How to sow a reform

Some ways to relieve the pain of demonetisation in rural India.

Written by Ashok Gulati , Siraj Hussain | Published:December 1, 2016 12:01 am
demonetisation, demonetisation effects, demonetization india, demonetisation news, india news, demonetisation protests, protests demonetisation Farmers protest against demonetisation. Express File Photo)

Demonetisation has evoked sharp and extreme reactions from various quarters. At one end, we have nation-wide surveys of C-Voter and the PM’s App, showing 88-90 per cent people supporting it, and at the other, we have strong protests in and outside Parliament by several Opposition parties. Manmohan Singh, former prime minister, went even to the extent of dubbing it as a case of “monumental mismanagement” and “organised loot and plunder”, which may cost the economy 2 percentage points of GDP growth.

One may differ from both extremes, but almost all agree that in the immediate run, the unorganised sector has been hit hard as it runs largely on cash. And within the unorganised sector, farmers are suffering as they do not have enough cash to purchase the required inputs for the sowing of rabi crops.

The rabi area, as on November 25, was about 7 per cent lower than the average of the last five years, and fertiliser consumption during November 1-28 is about 12 per cent lower than the average of the last three years. Comparison with last year is not appropriate as it was a severe drought year. Although sowing is still on and it may soon catch up to “normal levels”, it is true that the cash crunch is causing quite a bit of inconvenience and hardship to farmers. The government needs to act on a war footing to increase liquidity and promote e-payments in rural areas.

How best can it be done? It may help to know that of the total outstanding agri-credit in September 2016, almost 76 per cent came from commercial banks, and the remaining from cooperative banks and regional rural banks almost in equal proportion. Further, there are, cumulatively, almost 13 crore Kisan Credit Cards (KCC) issued by various banking agencies, of which about 7.5 crore are active.

What this implies is that there is a good chance to upgrade much of the agri-credit to the electronic platform quickly. But given that the density of bank branches and even ATMs in rural areas is less than one-fourth of that in urban areas, opening new bank branches or fixing new ATMs in rural areas will not only take time, but is also not economically viable for banks. However, providing custom-made POS machines (point of sale) with business correspondent/agri-entrepreneur model is much cheaper (less than one-tenth the cost of ATM) and can be quickly ramped up in rural areas. These machines can sync farmers’ accounts with their Aadhaar numbers and also use credit/debit cards to conduct financial transactions, including cash withdrawal. Further, POS machines can help create new jobs and augment incomes in rural areas. With this win-win situation waiting, what is needed is a massive and quick infusion of these POS machines in rural areas. The government should invite all corporate bodies, especially those with a stake in agriculture and rural finance, to use their corporate social responsibility (CSR) funds to supply POS machines and train their owners under CSR activity. This would convert the current crisis into an opportunity of narrowing the rural-urban digital divide.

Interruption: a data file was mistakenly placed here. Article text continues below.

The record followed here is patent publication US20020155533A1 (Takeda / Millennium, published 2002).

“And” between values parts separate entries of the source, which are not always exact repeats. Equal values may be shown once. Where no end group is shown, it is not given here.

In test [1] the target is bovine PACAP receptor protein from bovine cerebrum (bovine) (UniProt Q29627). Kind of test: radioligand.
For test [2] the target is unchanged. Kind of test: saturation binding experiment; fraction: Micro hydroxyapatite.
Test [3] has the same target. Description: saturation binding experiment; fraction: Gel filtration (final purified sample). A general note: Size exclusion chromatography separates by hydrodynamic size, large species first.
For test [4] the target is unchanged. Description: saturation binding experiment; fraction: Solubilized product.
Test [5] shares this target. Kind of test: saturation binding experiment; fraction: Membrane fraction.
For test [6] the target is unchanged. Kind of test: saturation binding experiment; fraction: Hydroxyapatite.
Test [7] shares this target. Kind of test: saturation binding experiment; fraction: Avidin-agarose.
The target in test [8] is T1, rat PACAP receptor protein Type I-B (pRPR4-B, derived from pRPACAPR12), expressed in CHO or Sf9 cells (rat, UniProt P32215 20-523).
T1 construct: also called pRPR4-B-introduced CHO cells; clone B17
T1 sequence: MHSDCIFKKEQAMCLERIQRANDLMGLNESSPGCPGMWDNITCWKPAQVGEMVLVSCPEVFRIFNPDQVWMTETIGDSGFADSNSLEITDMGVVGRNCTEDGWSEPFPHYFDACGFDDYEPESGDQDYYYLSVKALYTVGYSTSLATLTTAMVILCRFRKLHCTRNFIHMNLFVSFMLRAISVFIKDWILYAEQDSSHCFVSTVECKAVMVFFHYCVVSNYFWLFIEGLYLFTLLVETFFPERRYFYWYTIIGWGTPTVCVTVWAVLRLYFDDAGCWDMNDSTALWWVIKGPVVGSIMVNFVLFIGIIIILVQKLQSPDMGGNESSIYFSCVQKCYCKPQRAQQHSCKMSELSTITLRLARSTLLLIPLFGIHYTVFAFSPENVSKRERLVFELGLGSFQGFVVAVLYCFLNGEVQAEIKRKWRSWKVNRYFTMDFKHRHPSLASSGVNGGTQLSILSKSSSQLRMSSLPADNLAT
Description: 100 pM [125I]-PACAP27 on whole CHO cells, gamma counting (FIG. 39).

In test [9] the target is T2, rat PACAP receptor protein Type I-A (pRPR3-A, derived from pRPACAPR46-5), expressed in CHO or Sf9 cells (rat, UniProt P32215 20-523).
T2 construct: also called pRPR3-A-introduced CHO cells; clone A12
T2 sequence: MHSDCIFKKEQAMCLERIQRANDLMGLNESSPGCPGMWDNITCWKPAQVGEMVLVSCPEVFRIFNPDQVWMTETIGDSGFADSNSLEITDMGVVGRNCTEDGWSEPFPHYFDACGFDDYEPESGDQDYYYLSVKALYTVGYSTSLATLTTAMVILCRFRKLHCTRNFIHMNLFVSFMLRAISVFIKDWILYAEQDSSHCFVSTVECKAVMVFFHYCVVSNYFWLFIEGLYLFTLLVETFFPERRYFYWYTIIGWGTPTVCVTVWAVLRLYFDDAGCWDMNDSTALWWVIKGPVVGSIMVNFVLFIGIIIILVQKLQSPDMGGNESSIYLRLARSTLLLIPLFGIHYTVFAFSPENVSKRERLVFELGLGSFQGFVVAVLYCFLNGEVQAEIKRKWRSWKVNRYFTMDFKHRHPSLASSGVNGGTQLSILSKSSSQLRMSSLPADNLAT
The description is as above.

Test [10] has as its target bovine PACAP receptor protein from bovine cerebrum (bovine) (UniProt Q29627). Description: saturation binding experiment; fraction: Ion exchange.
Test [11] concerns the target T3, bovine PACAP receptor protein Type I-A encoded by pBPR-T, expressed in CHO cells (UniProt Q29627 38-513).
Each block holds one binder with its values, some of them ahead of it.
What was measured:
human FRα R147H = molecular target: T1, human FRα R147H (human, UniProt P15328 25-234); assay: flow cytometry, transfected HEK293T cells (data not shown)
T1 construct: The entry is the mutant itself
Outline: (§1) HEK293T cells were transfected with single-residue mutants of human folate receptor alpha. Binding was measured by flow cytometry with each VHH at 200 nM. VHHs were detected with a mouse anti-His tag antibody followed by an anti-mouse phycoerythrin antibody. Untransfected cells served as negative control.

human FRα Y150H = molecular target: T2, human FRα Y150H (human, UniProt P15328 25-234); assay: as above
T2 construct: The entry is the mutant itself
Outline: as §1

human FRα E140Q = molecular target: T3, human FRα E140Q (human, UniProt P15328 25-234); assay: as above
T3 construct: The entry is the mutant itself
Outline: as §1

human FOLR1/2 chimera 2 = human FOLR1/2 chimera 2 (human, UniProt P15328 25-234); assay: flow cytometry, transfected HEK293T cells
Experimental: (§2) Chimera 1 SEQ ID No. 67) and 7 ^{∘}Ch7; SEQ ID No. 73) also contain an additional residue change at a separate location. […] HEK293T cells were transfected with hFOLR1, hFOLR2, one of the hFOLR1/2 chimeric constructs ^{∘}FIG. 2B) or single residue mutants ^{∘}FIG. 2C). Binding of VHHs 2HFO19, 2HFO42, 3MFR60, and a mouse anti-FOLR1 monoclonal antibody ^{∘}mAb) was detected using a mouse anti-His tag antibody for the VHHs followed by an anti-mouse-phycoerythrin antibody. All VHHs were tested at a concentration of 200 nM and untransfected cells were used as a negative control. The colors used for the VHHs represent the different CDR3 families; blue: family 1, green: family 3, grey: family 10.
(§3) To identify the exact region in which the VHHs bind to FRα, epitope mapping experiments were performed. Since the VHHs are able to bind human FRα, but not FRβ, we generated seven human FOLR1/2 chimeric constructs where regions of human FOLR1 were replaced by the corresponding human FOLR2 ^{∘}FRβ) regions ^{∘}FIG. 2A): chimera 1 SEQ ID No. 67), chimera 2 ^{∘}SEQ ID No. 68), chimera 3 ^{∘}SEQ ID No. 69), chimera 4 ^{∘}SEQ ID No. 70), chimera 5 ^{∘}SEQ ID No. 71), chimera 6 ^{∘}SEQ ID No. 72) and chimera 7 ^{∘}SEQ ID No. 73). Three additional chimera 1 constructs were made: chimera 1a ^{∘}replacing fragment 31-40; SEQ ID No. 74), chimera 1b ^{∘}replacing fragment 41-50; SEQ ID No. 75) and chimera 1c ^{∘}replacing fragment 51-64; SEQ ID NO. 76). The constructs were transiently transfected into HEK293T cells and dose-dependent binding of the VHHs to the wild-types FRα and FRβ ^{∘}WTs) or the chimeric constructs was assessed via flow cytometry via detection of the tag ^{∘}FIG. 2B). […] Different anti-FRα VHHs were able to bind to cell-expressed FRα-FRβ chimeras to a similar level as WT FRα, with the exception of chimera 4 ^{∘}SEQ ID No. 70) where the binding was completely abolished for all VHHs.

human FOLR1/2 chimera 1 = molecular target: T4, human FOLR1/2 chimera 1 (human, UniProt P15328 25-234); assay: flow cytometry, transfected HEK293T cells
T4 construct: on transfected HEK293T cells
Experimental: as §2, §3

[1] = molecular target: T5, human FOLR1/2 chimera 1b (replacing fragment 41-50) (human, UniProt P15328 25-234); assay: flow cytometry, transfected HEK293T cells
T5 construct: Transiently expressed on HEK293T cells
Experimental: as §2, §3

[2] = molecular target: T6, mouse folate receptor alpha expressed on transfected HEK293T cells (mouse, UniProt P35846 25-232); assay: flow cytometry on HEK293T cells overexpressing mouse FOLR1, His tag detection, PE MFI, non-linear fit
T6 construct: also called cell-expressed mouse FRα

Further, in all APMC-regulated agri-mandis, the government should make it mandatory that transactions above a certain amount, say Rs 20,000, will take place only through electronic transfers. Payment for MSP of wheat and paddy in MP, Chhattisgarh, Odisha and UP etc is already being made to farmers’ bank accounts. But Punjab and Haryana, who route these payments through arhatiyas, also need to pay directly to farmers’ accounts.

NABARD, in association with cooperatives and RRBs, needs to take the lead in organising nation-wide training/demonstration camps for farmers to familiarise them with digital banking. Using POS machines and converting all KCCs into chip-based plastic cards needs high priority. Wherever connectivity is a problem due to poor power supply, NABARD has been supporting solar-based VSAT through its financial inclusion fund. We believe all this can be ramped up in a short period and change the very culture of transacting business in rural areas.